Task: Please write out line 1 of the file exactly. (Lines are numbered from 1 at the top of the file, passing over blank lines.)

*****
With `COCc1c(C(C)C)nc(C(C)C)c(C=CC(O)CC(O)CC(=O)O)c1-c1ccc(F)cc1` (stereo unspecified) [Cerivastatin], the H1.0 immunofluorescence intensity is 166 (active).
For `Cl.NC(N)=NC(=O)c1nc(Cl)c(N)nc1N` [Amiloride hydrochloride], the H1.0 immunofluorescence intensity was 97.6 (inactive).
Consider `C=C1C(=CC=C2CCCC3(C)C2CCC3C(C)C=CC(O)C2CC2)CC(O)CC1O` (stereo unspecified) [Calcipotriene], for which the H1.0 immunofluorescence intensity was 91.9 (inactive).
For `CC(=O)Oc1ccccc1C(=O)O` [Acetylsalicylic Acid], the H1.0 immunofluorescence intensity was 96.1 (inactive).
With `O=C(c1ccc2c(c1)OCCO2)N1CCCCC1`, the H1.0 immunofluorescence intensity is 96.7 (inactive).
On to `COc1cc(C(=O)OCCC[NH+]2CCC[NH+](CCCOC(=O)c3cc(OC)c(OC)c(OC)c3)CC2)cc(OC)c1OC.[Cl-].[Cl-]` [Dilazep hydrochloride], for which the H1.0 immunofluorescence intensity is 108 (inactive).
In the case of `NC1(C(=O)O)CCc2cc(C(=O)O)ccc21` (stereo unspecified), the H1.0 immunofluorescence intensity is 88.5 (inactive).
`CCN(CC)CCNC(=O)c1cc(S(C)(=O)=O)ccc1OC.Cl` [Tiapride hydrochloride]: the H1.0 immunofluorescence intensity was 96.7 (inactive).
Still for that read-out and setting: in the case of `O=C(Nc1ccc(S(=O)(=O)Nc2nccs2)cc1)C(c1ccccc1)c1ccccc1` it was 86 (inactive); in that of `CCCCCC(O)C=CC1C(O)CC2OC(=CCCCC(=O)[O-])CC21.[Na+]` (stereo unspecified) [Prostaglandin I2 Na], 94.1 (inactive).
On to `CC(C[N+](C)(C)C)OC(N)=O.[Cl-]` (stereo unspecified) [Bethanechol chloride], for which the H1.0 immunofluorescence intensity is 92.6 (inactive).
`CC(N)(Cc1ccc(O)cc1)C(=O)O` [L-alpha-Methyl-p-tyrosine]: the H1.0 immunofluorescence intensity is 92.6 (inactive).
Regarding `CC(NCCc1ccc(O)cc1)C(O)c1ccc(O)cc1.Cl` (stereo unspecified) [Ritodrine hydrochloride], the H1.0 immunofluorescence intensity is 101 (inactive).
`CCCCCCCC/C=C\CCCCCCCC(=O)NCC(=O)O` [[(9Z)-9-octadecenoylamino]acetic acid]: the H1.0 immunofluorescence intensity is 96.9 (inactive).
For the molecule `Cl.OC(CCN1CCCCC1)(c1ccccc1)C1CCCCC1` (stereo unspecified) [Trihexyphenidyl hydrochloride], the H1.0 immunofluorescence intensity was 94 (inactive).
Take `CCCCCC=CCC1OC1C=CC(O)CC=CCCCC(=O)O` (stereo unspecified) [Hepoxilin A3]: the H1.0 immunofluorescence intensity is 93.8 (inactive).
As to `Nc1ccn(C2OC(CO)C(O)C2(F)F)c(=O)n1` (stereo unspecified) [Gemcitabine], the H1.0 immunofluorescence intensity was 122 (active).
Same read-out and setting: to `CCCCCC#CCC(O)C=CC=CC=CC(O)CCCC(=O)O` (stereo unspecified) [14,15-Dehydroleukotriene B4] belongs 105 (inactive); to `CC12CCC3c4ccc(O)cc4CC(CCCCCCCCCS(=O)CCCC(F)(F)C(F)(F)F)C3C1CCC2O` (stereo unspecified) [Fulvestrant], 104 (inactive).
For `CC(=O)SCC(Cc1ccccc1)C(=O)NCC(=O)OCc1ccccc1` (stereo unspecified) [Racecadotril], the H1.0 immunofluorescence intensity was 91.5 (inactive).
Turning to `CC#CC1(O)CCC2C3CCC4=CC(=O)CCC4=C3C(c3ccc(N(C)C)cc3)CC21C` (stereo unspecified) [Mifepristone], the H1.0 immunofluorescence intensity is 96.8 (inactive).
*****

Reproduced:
With `COCc1c(C(C)C)nc(C(C)C)c(C=CC(O)CC(O)CC(=O)O)c1-c1ccc(F)cc1` (stereo unspecified) [Cerivastatin], the H1.0 immunofluorescence intensity is 166 (active).